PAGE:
Nopef approved funding to the Icelandic engineering company Mannvit’s study of the Indonesian market. In only two short years they have chalked up a string of successes.
Sometimes geography helps countries specialise in different types of energy. Sunny Spain is a great place to find solar expertise, for example, while Norway is good for wind technology. But if you want geothermal, Iceland is the place to go.
Iceland began developing geothermal energy for heating more than a century ago, and soon turned their attention to geothermal power. Iceland is a prime place for geothermal power because of the abundance of high-temperature resources near the Earth’s surface. It is relatively easier to drill down to reach the planet’s natural heat in Iceland, which can be used to warm buildings or drive steam turbines to produce electricity.
“We have seen interest in geothermal power growing around the world,” confirms Kristín Steinunnardóttir, mechanical engineer at Mannvit. “We approached Nopef to study the market opportunities and geothermal potential in Indonesia.”
Indonesia is one of the countries on the dramatically named Ring of Fire. These areas around the Pacific Ocean have high geologic activity which can help make geothermal power generation easier. Other countries on the Ring such as the Philippines, New Zealand and the United States have already invested in significant amounts of geothermal electric capacity.
“Geothermal is important because it is a renewable energy source,” Kristín explains. “It doesn’t release any significant carbon emissions like fossil fuels. Geothermal plants can be more efficient and cheaper to operate. Also, geothermal provides baseload power, not intermittent power.”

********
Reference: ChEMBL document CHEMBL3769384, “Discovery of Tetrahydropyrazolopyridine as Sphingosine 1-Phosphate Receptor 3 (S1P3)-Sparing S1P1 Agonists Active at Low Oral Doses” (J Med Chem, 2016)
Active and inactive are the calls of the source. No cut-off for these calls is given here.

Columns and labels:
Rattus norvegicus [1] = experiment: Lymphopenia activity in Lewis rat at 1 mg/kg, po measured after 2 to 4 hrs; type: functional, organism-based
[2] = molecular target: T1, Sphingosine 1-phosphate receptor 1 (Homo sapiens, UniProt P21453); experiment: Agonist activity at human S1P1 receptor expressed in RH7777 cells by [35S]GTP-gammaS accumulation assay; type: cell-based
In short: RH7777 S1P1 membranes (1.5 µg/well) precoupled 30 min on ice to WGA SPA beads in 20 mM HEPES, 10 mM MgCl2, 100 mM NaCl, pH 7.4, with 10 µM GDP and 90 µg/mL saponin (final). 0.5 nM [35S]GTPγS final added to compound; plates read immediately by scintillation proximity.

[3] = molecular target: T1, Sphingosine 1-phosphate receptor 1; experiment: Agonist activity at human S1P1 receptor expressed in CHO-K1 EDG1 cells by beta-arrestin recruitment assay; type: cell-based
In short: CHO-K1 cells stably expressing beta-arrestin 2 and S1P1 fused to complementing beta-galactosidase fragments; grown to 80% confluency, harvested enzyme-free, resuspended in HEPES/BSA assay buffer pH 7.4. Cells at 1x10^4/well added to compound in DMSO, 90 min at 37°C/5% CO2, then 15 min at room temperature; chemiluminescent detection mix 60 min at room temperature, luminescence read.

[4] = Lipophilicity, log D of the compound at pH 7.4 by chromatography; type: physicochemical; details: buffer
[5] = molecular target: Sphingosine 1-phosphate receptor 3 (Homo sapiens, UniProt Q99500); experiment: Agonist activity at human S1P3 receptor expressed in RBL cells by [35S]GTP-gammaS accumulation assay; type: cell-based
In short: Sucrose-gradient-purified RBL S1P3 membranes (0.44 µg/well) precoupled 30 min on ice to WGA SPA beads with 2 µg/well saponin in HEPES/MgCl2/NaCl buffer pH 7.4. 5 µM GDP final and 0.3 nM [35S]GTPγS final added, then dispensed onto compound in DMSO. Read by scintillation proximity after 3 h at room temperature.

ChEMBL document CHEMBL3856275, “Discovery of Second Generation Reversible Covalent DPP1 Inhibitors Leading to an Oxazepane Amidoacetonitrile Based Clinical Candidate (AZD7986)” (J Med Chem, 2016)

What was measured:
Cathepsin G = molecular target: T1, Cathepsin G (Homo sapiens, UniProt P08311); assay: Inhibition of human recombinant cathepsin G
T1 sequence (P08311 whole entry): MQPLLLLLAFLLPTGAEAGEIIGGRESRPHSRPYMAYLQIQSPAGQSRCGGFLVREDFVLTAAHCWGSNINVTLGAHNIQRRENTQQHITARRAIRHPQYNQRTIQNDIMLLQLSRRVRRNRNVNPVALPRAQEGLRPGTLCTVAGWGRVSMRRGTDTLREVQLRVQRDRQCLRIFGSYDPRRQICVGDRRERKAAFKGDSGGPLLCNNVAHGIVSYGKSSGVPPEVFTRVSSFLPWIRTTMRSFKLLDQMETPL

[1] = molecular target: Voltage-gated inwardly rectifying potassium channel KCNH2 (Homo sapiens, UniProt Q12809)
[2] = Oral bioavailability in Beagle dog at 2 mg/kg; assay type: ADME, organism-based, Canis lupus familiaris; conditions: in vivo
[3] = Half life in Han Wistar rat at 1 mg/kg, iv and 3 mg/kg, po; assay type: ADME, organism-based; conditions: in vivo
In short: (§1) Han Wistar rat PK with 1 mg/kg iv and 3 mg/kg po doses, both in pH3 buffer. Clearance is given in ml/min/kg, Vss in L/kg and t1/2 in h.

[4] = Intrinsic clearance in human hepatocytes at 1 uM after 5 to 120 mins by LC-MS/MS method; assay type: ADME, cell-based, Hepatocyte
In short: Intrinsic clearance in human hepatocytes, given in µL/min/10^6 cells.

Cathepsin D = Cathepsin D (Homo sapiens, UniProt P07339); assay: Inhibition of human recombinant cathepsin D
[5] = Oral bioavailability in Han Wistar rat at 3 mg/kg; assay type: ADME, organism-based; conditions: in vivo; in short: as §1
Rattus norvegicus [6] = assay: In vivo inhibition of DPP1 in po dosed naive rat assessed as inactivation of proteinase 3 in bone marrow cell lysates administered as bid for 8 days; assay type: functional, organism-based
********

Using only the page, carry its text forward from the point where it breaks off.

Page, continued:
Wind and solar are popular sources of renewable energy, but the challenge is that they provide power intermittently. Geothermal, however, is stable and reliable. It can work anytime, day or night, regardless of weather. Indonesia could be a perfect place to reap the benefits of Mannvit’s geothermal expertise, but first the company had to explore the market.
Mannvit traces their roots back to the early 1960s as an engineering consulting firm. Over the decades they have amassed considerable skills in geothermal energy. They received funding from Nopef, a financial instrument managed by Nefco, the Nordic Green Bank, for a feasibility study to see if they could take those skills to Indonesia.
“We look for internationally competitive Nordic solutions which are beneficial for the environment,” explains Mikael Reims, Vice President, Origination at Nefco. “Iceland is a global leader on geothermal, and Mannvit has over five decades of experience in this field so this was a good fit.”
Mannvit’s goal was to research the Indonesian market and network with potential partners. If that went well, they wanted to establish a subsidiary, begin collaborations and write a business plan.
“Many Nordic growth companies have proven solutions but limited resources to scale up internationally,” Reims says. “Our support can help them save time and effort in finding which markets to avoid and which to pursue. Often they just need that initial push to get a local demo or pilot project, and then with that reference they can get more clients.”
Mannvit concluded their internationalisation feasibility study in May 2020 and decided to enter the market. Now, two short years later, they have already racked up a string of impressive projects. They have had challenges finding the right partner and getting used to the Indonesian way of working, but their expansion is going well. Mannvit are improving the Icelandic and Indonesian economies by providing clean energy, which is a success by almost any measure.
“Funding from Nopef helped us quite a lot and it was a very good experience,” Kristín says. “We now have an office in Jakarta with a full-time employee and we are already becoming known in Indonesia.”
Some Mannvit projects in Indonesia:
How to get started with an application for your project:
Text: David J. Cord
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